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Duke grant funding middle school STEM kits

Sixth and seventh grade science students will have fun studying some principles of physics this school year thanks to a grant to Lenoir County Public Schools from the Duke Energy Foundation.

7 people in two rows hold a big cardboard check. The grant for nearly $12,000 will fund hands-on STEM learning activities at Woodington, Rochelle and E.B. Frink middle schools, Contentnea-Savannah K-8 School and Lenoir County Learning Academy. It was awarded to LCPS and the Center for Inquiry-Based Learning (CIBL), the school district’s partner in this STEM activity, earlier this month.

STEM kits provided by CIBL will help sixth graders learn about energy and waves and help seventh graders learn about machines, energy, force and motion. The kits include teacher guides and materials used in the hands-on activities.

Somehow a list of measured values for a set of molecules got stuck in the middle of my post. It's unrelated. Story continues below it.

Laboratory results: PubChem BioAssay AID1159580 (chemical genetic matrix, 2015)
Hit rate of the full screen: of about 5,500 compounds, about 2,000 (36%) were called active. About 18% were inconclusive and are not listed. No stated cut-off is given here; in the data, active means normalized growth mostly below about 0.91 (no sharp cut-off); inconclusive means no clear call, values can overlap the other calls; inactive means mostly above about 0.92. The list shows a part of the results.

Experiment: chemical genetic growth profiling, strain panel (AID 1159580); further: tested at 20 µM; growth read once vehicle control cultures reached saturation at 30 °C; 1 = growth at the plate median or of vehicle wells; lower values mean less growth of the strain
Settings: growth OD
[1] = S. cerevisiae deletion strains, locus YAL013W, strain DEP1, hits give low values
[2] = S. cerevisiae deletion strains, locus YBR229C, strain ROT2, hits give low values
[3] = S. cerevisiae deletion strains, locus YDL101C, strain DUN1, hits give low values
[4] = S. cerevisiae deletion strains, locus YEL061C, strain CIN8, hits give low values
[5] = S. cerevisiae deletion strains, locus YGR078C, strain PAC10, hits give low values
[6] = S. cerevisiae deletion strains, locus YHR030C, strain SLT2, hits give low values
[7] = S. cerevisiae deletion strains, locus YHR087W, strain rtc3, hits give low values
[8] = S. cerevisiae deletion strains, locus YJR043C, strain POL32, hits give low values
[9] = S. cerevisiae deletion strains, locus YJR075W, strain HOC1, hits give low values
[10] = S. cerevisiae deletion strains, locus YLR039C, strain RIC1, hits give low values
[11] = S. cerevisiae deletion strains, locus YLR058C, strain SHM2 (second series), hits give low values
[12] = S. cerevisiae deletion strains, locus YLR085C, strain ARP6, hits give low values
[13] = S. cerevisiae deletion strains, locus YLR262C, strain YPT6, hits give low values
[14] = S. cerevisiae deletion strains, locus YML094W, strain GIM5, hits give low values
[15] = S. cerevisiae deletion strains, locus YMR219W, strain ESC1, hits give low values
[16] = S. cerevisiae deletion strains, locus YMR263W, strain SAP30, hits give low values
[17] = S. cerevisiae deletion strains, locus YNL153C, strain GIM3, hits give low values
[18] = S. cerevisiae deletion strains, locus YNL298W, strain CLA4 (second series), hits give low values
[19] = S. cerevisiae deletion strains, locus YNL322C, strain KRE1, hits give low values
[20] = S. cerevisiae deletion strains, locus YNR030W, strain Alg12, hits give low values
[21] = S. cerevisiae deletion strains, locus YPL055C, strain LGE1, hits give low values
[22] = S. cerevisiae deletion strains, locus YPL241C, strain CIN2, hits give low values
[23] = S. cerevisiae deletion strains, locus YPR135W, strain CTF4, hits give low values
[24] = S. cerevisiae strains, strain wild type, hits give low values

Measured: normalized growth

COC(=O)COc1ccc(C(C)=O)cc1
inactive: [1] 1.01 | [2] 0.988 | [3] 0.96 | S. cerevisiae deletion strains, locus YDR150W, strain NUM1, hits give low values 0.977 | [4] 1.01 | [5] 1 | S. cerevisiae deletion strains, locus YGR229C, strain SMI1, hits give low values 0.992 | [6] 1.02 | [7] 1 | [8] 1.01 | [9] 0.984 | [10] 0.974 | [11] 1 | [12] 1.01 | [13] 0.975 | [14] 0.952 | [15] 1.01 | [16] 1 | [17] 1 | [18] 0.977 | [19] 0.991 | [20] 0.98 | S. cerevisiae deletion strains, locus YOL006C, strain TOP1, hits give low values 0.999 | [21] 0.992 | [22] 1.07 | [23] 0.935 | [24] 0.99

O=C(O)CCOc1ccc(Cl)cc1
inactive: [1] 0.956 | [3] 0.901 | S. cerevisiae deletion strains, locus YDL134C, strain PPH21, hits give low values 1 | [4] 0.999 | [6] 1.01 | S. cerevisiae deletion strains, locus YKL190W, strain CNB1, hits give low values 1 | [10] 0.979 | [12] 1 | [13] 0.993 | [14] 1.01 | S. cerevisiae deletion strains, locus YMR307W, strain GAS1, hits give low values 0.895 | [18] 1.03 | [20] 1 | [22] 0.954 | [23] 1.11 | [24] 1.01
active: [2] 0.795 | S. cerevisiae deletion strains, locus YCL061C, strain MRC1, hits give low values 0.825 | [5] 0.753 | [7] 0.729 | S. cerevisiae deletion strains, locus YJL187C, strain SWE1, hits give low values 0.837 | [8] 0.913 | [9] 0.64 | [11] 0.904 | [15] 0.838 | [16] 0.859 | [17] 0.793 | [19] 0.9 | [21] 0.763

Middle school science teachers using the kits will provide CIBL feedback on the impact of the kits on learning in their classrooms.

“LCPS is excited to have the kits available to all sixth-grade students as we continue our STEM focus preK-12,” Dr. Amelia McLeod, director of middle school education for the district, said. “These science kits foster a love for science in all students. We want all students to embrace the concepts of science.”

Photo caption:

Celebrating a grant award for STEM learning from the Duke Energy Foundation to LCPS in partnership with the Center for Inquiry-Based Learning are, from left, front, science teachers Taylor Pittman of E.B. Frink Middle School and Anna Rouse of Woodington Middle School; Millie Chalk, district manager for government and community relations at Duke Energy; LCPS Associate Superintendent Frances Herring; back row, Rochelle Middle science teacher Odie Leaven, Todd Guentensberger of the Center for Inquiry-Based Learning; and Contentnea-Savannah K-8 School science teacher Patrick Phelps.